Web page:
Facebook, Twitter told to open databases in Russia by July -Ifax

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A 3D-printed Twitter logo is pictured in front of a displayed Russian flag in this illustration taken March 10, 2021. REUTERS/Dado Ruvic/Illustration

MOSCOW, May 26 (Reuters) - Facebook (FB.O), Twitter (TWTR.N) and other social networks must have databases of Russian users on Russian territory by July 1 or face fines, the Interfax news agency cited communications regulator Roskomnadzor as saying on Wednesday.

Russia is considering legislation that would force foreign technology companies to open offices in Russia or face penalties such as advertising bans, as part of Moscow's wider efforts to exert greater control over Big Tech. read more

Google (GOOGL.O) and Facebook were fined on Tuesday for failing to delete content Moscow deems illegal, while Twitter has been the victim of a punitive slowdown since March. read more

Facebook, Twitter and others must localise their databases of Russian users by July 1 or face a fine of up to 18 million roubles ($245,100) for non-compliance, the deputy head of Roskomnadzor Milos Wagner was cited as saying on Wednesday.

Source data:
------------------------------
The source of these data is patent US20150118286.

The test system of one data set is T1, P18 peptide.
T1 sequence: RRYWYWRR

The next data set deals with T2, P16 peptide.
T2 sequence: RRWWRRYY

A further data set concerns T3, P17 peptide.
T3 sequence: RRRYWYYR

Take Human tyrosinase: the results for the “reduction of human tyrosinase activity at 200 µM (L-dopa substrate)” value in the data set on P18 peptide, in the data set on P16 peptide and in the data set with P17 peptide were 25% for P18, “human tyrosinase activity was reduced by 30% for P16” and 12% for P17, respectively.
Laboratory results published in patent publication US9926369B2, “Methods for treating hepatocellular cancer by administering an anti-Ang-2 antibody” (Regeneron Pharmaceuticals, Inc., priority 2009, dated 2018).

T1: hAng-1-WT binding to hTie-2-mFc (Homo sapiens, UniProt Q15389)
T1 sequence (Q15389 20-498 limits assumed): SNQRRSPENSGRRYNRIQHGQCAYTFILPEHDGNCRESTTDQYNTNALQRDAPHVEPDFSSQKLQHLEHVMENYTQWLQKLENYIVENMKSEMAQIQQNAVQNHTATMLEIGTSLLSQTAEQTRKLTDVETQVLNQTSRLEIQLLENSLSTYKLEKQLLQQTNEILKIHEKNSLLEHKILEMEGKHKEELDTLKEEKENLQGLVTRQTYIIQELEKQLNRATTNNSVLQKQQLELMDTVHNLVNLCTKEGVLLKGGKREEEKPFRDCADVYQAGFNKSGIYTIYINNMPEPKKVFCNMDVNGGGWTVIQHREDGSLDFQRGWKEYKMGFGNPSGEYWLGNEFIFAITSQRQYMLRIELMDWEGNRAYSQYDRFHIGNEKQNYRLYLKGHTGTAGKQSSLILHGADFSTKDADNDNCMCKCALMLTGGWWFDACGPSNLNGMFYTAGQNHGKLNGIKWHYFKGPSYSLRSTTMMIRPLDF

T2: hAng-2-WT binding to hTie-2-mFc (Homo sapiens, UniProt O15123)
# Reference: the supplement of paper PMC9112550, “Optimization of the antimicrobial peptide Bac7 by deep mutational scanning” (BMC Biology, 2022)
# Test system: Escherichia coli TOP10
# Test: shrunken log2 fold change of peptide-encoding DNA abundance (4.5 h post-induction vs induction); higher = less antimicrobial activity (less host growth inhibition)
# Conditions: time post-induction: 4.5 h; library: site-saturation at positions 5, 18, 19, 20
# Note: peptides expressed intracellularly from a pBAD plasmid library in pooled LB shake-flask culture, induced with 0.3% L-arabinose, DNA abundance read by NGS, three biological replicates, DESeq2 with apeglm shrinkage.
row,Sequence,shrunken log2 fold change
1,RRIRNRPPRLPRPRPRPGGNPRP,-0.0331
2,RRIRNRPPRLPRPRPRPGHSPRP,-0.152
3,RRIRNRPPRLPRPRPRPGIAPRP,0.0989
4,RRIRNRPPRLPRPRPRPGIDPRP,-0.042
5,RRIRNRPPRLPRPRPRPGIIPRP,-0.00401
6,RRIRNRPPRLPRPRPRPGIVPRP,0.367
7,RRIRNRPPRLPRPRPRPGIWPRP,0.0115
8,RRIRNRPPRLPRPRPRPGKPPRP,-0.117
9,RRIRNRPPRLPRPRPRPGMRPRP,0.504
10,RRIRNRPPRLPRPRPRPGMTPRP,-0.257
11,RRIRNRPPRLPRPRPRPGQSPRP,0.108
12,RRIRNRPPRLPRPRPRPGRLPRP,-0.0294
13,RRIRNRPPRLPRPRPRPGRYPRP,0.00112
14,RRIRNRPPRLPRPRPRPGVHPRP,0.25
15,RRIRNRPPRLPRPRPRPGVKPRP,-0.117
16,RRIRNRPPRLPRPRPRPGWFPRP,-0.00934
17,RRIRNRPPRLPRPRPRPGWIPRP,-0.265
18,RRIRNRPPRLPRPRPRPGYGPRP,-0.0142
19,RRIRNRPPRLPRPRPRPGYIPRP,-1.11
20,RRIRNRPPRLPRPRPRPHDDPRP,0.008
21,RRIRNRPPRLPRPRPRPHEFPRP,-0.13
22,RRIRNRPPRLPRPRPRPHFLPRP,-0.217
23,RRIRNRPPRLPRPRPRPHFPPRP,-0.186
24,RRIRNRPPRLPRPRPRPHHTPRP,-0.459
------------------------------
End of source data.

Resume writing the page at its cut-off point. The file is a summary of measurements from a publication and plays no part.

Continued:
Facebook, Twitter and Roskomnadzor did not immediately respond to requests for comment.

"Two companies have already been held administratively responsible last year for failing to comply with this demand," Wagner said.

Facebook and Twitter were fined 4 million roubles each in February 2020 for breaching Russian data law.

Wagner said Facebook had since paid the fine, but Twitter was still appealing. He said Roskomnadzor was still waiting for detailed information on how the two companies would meet the data law requirements by July 1.

Roskomnadzor told Interfax that Apple, Samsung and PayPal were among the more than 600 foreign companies to have localised data in Russia.

Microsoft's (MSFT.O) LinkedIn is blocked in Russia after a court found it breached the data-storage rule, passed in 2015, which required all data about Russian citizens to be stored within the country.

($1 = 73.4400 roubles)

Reporting by Anastasia Teterevleva; Writing by Alexander Marrow Editing by Andrew Osborn

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